I told these gentlemen some time back that we should iron out our differences in private -- as honorable men. Some time back, we had another heated skirmish over this same fundamental issue, and it escalated way too far, on both sides. What started as sincere attempts at discussing the issue of enforcing unconstitutional gun laws later deteriorated into profound contrast in our fundamental priorities. Over this period of differences of opinion, we have seen some of the heartiest statements I've seen to date -- from the gun rights community -- in defense of the Police State Mentality. Here is one of many:
"To anyone out there who says I or ANY other cop should abandon our primary responsibility to their family and walk away for people who don't support what we do ANYWAY, I say ... F*** Y** - get over it. That's right, my primary responsibility is NOT to you, it's to my family..." (November 24, 2000) Bruce Emmott, former NYPDOBLIGATED TO ENFORCE:
"lucian" lucian@e... wrote:
"Lets recall some testimony from our trials of German war criminals-something about lawful orders. Surely the directors of death camps had warrants."Mr. Emmott responded:
"I'm getting REAL TIRED of s*** like this.[...]Police officers are bound by statute to enforce laws on the books of their jurisdictions - not the federal Constitution. If there is a local law concerning firearms ownership that requires the arrest of a civilian - the officer has no choice but to enforce that law."Leroy Pyle has also placed the blame for police abuses on gun owners:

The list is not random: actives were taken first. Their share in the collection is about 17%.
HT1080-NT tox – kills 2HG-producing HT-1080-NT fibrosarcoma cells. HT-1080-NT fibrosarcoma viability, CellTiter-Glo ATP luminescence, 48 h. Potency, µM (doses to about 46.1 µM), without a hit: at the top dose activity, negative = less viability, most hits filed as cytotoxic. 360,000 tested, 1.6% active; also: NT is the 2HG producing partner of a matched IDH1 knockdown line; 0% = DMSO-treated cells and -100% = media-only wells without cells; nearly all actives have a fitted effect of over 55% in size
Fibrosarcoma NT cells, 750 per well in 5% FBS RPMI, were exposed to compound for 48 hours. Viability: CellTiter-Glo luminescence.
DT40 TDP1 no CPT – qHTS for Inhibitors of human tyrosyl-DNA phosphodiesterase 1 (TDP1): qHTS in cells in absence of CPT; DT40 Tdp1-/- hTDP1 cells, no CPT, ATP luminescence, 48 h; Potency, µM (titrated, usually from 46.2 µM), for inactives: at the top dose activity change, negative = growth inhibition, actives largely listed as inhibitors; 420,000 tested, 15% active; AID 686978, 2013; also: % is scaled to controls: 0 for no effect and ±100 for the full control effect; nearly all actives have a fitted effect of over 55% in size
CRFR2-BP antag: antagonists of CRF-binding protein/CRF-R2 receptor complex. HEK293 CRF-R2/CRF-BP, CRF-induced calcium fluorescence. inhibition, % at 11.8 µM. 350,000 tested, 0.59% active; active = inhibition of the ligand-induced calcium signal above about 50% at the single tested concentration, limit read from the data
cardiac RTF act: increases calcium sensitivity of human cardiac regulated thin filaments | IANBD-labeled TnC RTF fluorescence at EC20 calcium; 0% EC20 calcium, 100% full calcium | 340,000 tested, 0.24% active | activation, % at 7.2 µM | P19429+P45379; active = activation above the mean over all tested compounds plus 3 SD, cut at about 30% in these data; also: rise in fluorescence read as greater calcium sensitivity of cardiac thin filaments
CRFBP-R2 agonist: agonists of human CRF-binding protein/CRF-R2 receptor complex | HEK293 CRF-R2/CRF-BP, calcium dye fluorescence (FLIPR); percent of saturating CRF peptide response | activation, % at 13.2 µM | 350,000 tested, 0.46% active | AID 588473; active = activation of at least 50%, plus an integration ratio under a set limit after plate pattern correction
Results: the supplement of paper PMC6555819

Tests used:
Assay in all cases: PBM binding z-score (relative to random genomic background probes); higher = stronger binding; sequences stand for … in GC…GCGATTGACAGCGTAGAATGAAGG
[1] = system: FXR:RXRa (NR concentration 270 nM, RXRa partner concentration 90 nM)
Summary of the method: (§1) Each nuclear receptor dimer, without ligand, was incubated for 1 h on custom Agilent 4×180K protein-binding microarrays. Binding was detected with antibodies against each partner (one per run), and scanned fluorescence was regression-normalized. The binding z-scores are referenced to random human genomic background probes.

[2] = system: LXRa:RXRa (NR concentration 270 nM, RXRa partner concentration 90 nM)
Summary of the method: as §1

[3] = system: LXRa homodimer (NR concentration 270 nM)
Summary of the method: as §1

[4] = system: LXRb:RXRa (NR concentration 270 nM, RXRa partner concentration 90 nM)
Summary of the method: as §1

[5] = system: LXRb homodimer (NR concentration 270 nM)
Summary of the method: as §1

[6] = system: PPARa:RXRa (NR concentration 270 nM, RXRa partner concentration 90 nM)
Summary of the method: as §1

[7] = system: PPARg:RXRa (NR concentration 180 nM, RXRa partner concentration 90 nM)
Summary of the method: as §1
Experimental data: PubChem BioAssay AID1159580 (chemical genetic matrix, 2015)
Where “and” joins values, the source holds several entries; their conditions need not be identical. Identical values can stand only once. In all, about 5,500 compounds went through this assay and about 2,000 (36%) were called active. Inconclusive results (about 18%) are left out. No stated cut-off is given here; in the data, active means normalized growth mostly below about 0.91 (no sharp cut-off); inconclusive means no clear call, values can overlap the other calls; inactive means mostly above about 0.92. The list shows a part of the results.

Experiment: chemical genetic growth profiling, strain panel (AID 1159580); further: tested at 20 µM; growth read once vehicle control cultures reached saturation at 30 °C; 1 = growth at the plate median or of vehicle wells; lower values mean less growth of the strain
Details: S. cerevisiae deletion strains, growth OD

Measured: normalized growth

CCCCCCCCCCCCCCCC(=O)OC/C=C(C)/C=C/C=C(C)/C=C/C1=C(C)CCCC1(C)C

"I am more aware of the "us vs. them" attitude, Chris, but it doesn't seem to be coming from the cops!" Nov 20, 2000Then there is the blind faith some cops exhibit in any law enforcement agency, as exampled by the following quote from Mr. Emmott when I attempted some reasoning with him:
"So the ATF fabricated the entire document, committed numerous counts of perjury, all to persecute this poor guy - is that what you're saying slick?"Well, why not? They've done it before. Not only that, there is at least one major false statement on the affidavit that we know of, so why not more? And why is the ATF even there? Who gave them authority? And is that authority legitimate? (NO.)
Though dozens of great quotes from various founding fathers would have served to drive home many of my points in this lengthy message, I'd planned on refraining from The Quote Technique in lieu of letting my words stand on their own -- but I can't resist just this one:
"If ye love wealth greater than liberty, the tranquillity of servitude greater than the animating contest for freedom, go home from us in peace. We seek not your counsel, nor your arms. Crouch down and lick the hand that feeds you. May your chains set lightly upon you, and may posterity forget that ye were our countrymen." ~~ Samuel AdamsThen there are the more subtle justifications for disarming people whose sole "crime" is possession of a gun the State Worshippers continue to ban. In his controversial article Just Following Orders, Leroy Pyle said,